Steve, you are spot on--works very similarly to a variometer. It's readily internalized as you said and exists peacefully with radio and intercom. Here's a short clip with some voice over (intercom) and radio on top of the basic tone pattern as the airplane decelerates. Volume and radio "cut out" logic are pilot controllable. When the tone transitions from ONSPEED to "slow", the brain perceives the higher frequency as a higher volume. We augment the stall warning volume a bit as well to make sure that annoying warning comes thru loud and clear:

https://youtu.be/X59y9Song3U

An accurate beta (sideslip) cue at high speed would be practical with the right probe--the physics would support it. We are actually working on probe geometry now to see if we can get past the sideslip limitations of conventional pitot/AOA (e.g., Dynon, Garmin, etc).

v/r,

Vac
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Last edited by Vac : 06-27-2021 at 12:20 PM.
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  #5  
Old 06-27-2021, 02:48 PM
David Paule David Paule is offline
 
Join Date: Dec 2009
Location: Boulder, CO
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It would take a little training for a pilot to pay attention to this, especially if they are already at least somewhat experienced without it. With that, though, this is an excellent idea. Good work!

Dave
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  #6  
Old 06-27-2021, 03:55 PM
scsmith scsmith is offline
 
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Location: Ashland, OR
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Quote:
Originally Posted by Vac View Post
An accurate beta (sideslip) cue at high speed would be practical with the right probe--the physics would support it. We are actually working on probe geometry now to see if we can get past the sideslip limitations of conventional pitot/AOA (e.g., Dynon, Garmin, etc).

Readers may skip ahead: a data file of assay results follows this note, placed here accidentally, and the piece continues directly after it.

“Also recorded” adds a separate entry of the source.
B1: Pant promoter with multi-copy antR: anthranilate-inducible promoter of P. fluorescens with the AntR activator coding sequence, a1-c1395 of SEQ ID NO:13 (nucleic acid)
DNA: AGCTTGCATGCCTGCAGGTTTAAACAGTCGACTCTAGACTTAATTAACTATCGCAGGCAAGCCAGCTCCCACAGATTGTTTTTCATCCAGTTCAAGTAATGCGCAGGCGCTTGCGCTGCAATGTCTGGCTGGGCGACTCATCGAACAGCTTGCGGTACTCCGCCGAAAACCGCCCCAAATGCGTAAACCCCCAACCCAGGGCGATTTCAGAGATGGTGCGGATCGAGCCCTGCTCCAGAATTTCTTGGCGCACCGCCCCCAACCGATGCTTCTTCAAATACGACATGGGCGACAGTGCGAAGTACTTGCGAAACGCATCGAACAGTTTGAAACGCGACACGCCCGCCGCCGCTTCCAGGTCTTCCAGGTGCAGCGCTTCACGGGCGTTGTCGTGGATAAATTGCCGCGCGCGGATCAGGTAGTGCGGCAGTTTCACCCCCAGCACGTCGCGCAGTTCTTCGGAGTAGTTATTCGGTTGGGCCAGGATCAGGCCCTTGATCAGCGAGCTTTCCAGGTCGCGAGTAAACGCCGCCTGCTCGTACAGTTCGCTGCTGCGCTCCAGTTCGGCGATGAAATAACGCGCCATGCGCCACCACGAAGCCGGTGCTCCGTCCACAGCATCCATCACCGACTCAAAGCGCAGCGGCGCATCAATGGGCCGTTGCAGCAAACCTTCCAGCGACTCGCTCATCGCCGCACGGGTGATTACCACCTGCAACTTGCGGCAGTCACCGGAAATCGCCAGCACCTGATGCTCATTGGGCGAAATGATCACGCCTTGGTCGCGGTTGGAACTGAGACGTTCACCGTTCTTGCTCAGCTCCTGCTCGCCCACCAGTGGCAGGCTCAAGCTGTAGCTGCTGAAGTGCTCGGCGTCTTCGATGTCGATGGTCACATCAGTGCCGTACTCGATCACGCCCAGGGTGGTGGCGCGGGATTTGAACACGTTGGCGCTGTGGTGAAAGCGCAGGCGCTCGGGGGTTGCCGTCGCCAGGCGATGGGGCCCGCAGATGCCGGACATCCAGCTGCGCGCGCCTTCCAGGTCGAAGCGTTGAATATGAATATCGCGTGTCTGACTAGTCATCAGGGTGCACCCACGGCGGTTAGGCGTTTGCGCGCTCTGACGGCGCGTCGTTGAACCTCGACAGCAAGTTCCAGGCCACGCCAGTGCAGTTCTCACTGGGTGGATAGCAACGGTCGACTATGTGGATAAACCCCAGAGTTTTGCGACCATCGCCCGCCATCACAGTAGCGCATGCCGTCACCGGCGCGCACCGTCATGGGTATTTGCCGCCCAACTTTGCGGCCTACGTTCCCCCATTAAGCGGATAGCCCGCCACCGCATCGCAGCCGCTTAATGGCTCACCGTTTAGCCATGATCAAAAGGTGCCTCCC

v/r,

Vac
A conventional 5-hole cone probe would work well for AOA and beta. Needs 5 pressure transducers and a microprocessor to compute the AOA and beta from the calibration map. Lots in the technical literature for how do do this. Extra accuracy and angle change can be gained from a 7-hole cone probe but that is beyond the requirements here. See for example Zilliac, G.,et al from NASA, circa late 1980's.
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Steve Smith
Aeronautical Engineer
RV-8 N825RV
IO-360 A1A
WW 200RV
"The Magic Carpet" Flying since Sept. 2009
Hobbs 700
also
1/4 share in 1959 C-182B (tow plane)
LS6-15/18W sailplane SOLD
bought my old LS6-A back!!
VAF donation Dec 2020
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  #7  
Old 06-27-2021, 10:26 PM
dmn056 dmn056 is offline
 
Join Date: Aug 2014
Location: Sydney, Australia
Posts: 44
Default Flush air data

If you're looking at a 7-hole probe, with associated transducers and computation, you might also consider a flush air data system distributed over the wing tip leading edges. Four transducers on each tip would work.

Note also that the over-determined solution obtained would allow real-time uncertainty monitoring. And, you would get Mach number as a by-product...
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  #8  
Old 06-28-2021, 06:19 AM
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Steve Ashby Steve Ashby is offline
 
Join Date: Jul 2006
Location: Stone Mountain, Georgia
Posts: 492
Default What an incredible safety feature!

Mike,
This is a game changing safety feature. Will you make this available to the masses?
Thanks!
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  #9  
Old 06-28-2021, 08:39 AM
Vac Vac is offline
 
Join Date: Jul 2009
Location: Niceville, Florida
Posts: 487
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Hi Steve,

We are working on that! We are currently coordinating to have production units available for folks that don't want to build a system. If you're handy with a soldering iron and can do basic electronic assembly, instructions and parts list are available on our GitHub site: https://github.com/flyonspeed. We have more info available on our website as well: flyonspeed.org.

Using the logic is pretty simple: don't pull harder than optimum AOA (ONSPEED) and keep the tone centered in the sound field. For more of a deep dive, we've got academics up on the site with embedded video: https://www.flyonspeed.org/what-is-onspeed. Click on "how to use the AOA tone" in the menu bar at the top of the page.

As an open-source, non-profit, shoestring budget group, we also hope that manufacturers notice the logic and adapt it to existing systems. We are also happy to collaborate with anyone interested in reducing loss-of-control mishaps. Find us up at OSH--contact info is on our home page if you want to talk AOA, energy management or training.

All of this is proven military technology--our objective is to make it accessible to the EAB community.

v/r,

Vac

P.S. We are grateful for the engineering inputs. Very helpful. There's a deep bench in the VAF family